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History, Spanish Settlement

Spanish attack, chief occupation, southern Chile, Concepcion, gold deposits

Pedro de Valdivia, another of Pizarro’s officers, led a second expedition into southern Chile in 1540. Despite fierce resistance from the Araucanians, Valdivia succeeded in establishing several settlements, including Santiago in 1541, Concepcion in 1550, and Valdivia in 1552. In 1553, however, the Araucanians organized a successful uprising, killing Valdivia and many of his followers and devastating all the towns except Concepcion and La Serena. The rebellion was the initial phase of warfare that lasted nearly 100 years. The Araucanians were the only important Native American people who did not quickly succumb to Spanish attack. Strife continued intermittently during and after the Spanish colonial period and did not end until late in the 19th century.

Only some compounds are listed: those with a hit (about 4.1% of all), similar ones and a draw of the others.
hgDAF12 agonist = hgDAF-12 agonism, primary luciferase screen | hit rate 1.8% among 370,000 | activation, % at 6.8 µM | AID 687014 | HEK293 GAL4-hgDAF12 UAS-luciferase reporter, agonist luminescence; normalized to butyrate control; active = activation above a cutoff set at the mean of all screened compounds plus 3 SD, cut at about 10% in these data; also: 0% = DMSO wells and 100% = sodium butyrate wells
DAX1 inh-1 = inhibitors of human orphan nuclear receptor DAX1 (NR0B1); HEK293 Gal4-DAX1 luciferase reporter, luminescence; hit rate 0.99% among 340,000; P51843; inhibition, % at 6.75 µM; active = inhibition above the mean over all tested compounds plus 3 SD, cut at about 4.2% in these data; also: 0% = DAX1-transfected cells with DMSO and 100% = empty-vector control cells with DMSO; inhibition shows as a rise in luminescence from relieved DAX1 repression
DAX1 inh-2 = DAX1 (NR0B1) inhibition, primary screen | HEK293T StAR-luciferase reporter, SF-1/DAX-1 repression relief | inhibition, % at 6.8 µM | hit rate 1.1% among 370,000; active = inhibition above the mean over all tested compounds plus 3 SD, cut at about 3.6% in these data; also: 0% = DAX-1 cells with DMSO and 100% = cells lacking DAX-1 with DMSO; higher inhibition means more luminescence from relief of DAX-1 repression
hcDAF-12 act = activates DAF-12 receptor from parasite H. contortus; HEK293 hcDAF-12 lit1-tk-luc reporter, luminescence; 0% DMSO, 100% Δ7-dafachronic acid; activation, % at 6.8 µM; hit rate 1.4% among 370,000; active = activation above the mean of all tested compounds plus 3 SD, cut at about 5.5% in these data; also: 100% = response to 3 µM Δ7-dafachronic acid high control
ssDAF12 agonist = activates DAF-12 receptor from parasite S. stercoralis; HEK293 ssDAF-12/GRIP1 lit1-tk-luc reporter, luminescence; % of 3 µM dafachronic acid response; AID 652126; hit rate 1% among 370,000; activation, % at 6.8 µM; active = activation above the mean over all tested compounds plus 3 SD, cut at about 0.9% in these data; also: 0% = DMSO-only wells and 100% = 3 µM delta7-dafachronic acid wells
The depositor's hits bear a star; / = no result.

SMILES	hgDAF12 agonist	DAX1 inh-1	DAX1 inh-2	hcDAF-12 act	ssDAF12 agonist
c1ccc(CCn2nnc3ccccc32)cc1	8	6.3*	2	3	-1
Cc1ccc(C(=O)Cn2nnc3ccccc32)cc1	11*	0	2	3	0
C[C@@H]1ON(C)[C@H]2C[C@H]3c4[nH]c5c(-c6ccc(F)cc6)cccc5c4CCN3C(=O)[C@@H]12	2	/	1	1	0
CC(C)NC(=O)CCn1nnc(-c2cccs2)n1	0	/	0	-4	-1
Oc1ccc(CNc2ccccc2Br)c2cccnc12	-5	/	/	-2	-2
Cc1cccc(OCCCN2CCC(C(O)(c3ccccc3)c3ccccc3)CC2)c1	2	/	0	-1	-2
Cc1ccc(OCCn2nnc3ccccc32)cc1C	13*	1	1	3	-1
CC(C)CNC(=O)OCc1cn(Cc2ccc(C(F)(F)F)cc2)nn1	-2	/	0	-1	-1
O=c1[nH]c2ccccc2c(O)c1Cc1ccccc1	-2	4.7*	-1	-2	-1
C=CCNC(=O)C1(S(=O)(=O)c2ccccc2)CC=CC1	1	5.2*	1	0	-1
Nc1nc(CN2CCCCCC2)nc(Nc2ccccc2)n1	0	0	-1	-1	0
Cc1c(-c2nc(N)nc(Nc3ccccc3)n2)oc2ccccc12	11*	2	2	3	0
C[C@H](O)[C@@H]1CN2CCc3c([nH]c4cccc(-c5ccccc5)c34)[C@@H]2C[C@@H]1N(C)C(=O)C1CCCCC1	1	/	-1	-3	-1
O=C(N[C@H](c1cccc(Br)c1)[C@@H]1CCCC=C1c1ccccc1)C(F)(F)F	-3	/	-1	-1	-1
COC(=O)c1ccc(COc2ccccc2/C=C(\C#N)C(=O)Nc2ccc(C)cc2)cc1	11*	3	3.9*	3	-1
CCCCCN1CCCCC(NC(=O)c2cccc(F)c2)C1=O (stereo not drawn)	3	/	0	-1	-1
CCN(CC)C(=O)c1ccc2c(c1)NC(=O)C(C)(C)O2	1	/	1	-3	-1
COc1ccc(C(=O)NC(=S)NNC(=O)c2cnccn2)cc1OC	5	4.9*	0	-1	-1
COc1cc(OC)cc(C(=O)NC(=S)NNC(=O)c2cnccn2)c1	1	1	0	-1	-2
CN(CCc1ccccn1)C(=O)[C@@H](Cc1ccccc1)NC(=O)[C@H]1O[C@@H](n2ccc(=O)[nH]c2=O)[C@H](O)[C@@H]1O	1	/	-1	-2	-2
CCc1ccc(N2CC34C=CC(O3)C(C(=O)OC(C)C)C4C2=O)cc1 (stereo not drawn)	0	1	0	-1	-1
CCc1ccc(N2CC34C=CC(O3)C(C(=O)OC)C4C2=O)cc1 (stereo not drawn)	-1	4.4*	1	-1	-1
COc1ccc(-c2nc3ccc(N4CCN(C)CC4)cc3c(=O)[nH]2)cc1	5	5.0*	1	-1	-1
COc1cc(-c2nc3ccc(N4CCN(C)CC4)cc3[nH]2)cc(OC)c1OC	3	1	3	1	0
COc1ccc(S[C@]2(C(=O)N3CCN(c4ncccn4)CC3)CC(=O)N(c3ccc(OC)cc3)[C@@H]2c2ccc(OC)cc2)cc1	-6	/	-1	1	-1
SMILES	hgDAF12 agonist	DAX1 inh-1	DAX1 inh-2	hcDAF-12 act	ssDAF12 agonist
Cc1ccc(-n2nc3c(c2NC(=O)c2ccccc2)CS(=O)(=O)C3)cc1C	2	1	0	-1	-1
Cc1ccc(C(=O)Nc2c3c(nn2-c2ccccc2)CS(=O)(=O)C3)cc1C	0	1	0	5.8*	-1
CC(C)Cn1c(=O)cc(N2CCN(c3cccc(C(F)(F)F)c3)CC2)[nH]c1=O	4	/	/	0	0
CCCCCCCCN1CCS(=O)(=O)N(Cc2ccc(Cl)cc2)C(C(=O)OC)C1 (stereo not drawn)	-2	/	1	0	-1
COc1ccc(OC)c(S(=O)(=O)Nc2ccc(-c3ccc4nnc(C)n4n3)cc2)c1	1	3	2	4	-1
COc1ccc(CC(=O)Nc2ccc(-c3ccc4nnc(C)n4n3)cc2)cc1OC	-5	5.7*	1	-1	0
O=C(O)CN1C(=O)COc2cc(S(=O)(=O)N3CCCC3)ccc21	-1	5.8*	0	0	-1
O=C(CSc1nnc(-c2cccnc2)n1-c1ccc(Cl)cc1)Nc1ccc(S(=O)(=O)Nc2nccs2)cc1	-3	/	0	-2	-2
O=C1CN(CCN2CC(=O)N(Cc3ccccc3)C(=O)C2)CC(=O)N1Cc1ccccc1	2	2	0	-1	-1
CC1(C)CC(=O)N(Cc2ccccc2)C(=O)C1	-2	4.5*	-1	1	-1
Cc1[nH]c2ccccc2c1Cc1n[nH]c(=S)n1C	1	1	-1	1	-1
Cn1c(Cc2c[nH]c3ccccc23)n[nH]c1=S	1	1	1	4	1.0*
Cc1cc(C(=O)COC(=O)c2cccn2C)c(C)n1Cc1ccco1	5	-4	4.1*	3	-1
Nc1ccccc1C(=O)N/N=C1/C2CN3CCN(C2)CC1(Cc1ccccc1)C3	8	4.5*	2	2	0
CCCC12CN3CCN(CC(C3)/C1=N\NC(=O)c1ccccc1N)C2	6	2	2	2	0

In the Spanish colonial organization Chile originally was a dependency of the Viceroyalty of Peru and later had its own government. The country developed slowly, because it had neither important silver or gold deposits to attract the Spanish nor natives who were willing to labor. Moreover, it was far from the main centers of Spanish colonization in Peru and was difficult to reach. Farming in the Central Valley was the chief occupation, and Chile supplied Peru with foodstuffs, especially wheat. The townspeople lived by trade.



Article key phrases:

Spanish attack, chief occupation, southern Chile, Concepcion, gold deposits, Central Valley, Serena, Pedro, rebellion, townspeople, Santiago, Strife, foodstuffs, dependency, settlements, expedition, wheat, natives, Farming, followers, towns, century, government, trade, country, years, Valdivia

 
 

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